New Connections

Meanwhile, I have made various connections with several new people just before or during this crisis. Two are matches from OK Cupid where we had dates scheduled that needed to be cancelled as isolation began. For one, we’ve had some nice text message exchanges, but it’s likely to remain just that until “the world gets back to normal” (as if normal is actually a thing.) For the other, we’ve done one very nice vidchat and have another planned next week. This person, coincidentally, live walking distance from my apartment. Yet there’s near zero chance we’d get together in the coming weeks for obvious reasons. The proximity just makes it a touch more painful – knowing how easily we could see each other.

I’ve also made a virtual connection with Rita, someone I met IRL before all of this. She and I have the most deliciously naughty texts and video chats. But it’s still just that, virtual. Are these virtual connections keeping me full? Helping me through? Or just increasing my longing for physical touch and real human connection? I don’t really know. But in the absence of a complete answer, I’ll take what I can get in the present. Also, as morbid as this sounds, the reality is that some of us won’t make it to the other side, so shouldn’t I do my best to live for today?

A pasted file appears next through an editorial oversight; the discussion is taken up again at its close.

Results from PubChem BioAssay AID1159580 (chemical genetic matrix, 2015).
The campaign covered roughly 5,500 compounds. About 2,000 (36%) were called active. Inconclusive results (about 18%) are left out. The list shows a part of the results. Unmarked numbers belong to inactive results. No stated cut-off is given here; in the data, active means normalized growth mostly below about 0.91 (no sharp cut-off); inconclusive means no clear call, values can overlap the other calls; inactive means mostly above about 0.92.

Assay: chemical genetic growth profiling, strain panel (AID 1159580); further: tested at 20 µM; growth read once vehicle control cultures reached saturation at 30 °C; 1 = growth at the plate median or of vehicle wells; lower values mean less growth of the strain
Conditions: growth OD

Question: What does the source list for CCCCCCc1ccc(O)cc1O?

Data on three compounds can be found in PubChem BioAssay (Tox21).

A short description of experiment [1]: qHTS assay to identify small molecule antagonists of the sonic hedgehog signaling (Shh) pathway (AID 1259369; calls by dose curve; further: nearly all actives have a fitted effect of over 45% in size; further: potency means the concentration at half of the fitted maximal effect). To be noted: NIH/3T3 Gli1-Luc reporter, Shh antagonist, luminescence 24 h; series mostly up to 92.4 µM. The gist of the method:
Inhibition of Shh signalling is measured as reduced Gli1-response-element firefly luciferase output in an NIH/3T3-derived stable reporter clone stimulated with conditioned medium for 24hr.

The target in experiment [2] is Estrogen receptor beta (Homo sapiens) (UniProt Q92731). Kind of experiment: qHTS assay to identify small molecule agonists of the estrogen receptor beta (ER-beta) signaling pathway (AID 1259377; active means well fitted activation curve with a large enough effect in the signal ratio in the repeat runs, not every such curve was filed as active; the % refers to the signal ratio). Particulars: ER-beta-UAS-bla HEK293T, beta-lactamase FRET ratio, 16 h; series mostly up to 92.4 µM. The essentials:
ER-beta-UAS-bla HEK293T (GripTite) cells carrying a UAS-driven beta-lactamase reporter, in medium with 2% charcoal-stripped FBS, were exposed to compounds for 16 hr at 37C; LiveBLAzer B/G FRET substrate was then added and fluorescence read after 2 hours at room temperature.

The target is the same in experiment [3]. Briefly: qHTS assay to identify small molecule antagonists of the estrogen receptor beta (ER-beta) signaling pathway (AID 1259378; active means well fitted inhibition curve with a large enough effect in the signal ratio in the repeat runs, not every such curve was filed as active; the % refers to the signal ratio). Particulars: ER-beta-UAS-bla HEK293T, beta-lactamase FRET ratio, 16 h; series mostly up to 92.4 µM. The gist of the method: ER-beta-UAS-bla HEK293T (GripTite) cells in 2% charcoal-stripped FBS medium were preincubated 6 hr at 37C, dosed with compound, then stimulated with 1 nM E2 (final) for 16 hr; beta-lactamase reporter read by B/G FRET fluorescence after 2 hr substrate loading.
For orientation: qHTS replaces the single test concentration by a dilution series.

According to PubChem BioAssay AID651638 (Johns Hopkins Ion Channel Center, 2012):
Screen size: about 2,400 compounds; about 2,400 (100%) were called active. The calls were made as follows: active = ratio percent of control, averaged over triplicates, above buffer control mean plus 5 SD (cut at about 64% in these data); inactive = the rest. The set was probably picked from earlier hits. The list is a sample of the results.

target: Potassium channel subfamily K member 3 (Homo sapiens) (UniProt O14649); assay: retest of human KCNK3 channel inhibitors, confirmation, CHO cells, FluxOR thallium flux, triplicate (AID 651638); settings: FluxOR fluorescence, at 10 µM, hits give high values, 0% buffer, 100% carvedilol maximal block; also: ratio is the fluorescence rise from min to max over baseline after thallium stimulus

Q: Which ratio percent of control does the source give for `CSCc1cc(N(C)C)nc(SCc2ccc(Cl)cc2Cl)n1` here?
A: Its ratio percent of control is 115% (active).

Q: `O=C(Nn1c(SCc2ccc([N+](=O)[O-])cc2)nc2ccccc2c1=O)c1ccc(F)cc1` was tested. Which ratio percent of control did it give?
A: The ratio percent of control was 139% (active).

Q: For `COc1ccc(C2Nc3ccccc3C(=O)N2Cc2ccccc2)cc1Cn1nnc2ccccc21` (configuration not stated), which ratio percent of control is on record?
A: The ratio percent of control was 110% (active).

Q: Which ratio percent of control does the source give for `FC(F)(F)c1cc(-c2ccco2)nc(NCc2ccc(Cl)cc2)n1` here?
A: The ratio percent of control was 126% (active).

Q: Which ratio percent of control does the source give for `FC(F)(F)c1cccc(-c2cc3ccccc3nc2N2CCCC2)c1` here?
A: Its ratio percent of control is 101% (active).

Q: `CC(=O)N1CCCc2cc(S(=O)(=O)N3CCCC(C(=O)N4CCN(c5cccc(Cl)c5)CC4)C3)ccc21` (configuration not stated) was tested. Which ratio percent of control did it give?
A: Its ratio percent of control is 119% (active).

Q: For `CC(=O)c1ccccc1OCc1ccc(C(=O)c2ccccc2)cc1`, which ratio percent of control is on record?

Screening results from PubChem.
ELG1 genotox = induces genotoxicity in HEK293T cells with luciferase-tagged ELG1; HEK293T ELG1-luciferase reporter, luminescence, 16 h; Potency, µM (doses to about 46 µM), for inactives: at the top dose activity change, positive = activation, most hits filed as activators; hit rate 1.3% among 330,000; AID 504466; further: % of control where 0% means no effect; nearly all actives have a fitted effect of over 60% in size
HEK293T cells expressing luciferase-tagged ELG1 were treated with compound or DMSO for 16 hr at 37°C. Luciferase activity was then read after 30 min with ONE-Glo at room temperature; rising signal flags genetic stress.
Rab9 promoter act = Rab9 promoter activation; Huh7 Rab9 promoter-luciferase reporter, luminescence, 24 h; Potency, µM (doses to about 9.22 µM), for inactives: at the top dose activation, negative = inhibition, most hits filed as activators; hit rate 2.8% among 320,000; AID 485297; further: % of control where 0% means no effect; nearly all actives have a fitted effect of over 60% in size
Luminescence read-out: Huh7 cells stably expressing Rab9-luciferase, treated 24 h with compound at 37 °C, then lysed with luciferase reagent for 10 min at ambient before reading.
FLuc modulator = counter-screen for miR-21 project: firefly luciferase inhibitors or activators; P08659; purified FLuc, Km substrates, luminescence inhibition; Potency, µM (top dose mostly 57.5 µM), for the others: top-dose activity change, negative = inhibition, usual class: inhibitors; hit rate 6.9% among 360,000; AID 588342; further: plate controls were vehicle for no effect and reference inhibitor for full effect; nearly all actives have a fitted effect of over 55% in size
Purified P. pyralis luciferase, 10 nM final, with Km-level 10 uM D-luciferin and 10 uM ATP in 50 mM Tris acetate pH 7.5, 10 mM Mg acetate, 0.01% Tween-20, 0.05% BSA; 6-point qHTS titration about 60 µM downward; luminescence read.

And therein lies the rub…

I’m trying to live for today, everyday. I’m also trying to listen to my body, to my soul, and let it relax or do (or don’t do) what it wants in any given moment. I’m giving myself permission to have lazy days, sad days, etc. And when I’m feeling good, I’ll get things done and keep my human connections, virtual that they may be, moving forward.

Yet none of this helps reduce the pain of reality. The pain that I cannot see Justina almost entirely because I happen to love in NYC. The pain of another couple that wants to come see us, but needs to set the proper example for their teenage kids. The pain of another virtual date that, just for a little while, is beautiful and glorious; and then it’s over and the reality of isolation is all around me.

Lastly, the pain for what the world is going through, the people that are sick, the people that are dying, and the people that are struggling to have food and shelter. These are the most important pains, and while I recognize that, they are foreign and distant to me. I don’t know how to process all of this, but I will keep doing so each and every day with the hope that there’s something better awaiting me, awaiting us, “on the other side.”



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My wife is the love of my life and my absolute soulmate. So why are we exploring polyamory and other sexual experiences that are often considered socially unacceptable? Read on to find out! Spoiler Alert: These things are AWESOME and have strengthened our marriage in ways you might not expect. Or believe.